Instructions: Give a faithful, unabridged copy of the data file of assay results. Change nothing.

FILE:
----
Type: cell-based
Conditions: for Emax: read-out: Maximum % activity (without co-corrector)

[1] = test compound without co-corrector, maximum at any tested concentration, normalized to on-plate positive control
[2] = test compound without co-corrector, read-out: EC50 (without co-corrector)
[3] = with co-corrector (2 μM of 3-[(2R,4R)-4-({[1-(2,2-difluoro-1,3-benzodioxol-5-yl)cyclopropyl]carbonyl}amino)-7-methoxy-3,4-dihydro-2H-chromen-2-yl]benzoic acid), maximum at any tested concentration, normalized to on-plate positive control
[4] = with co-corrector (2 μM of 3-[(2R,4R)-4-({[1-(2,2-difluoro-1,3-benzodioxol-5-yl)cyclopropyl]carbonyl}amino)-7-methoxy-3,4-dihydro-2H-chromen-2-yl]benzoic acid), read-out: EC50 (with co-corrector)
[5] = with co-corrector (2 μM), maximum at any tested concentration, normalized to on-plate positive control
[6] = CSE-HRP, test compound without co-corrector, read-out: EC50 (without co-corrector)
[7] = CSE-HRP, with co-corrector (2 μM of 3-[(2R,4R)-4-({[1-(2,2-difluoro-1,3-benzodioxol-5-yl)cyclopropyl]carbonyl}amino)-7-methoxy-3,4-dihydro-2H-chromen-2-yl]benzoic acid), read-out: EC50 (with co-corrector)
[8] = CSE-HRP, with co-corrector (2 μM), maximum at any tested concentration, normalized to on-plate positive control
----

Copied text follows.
Type: cell-based
Conditions: for Emax: read-out: Maximum % activity (without co-corrector)

[1] = test compound without co-corrector, maximum at any tested concentration, normalized to on-plate positive control
[2] = test compound without co-corrector, read-out: EC50 (without co-corrector)
[3] = with co-corrector (2 μM of 3-[(2R,4R)-4-({[1-(2,2-difluoro-1,3-benzodioxol-5-yl)cyclopropyl]carbonyl}amino)-7-methoxy-3,4-dihydro-2H-chromen-2-yl]benzoic acid), maximum at any tested concentration, normalized to on-plate positive control
[4] = with co-corrector (2 μM of 3-[(2R,4R)-4-({[1-(2,2-difluoro-1,3-benzodioxol-5-yl)cyclopropyl]carbonyl}amino)-7-methoxy-3,4-dihydro-2H-chromen-2-yl]benzoic acid), read-out: EC50 (with co-corrector)
[5] = with co-corrector (2 μM), maximum at any tested concentration, normalized to on-plate positive control
[6] = CSE-HRP, test compound without co-corrector, read-out: EC50 (without co-corrector)
[7] = CSE-HRP, with co-corrector (2 μM of 3-[(2R,4R)-4-({[1-(2,2-difluoro-1,3-benzodioxol-5-yl)cyclopropyl]carbonyl}amino)-7-methoxy-3,4-dihydro-2H-chromen-2-yl]benzoic acid), read-out: EC50 (with co-corrector)
[8] = CSE-HRP, with co-corrector (2 μM), maximum at any tested concentration, normalized to on-plate positive control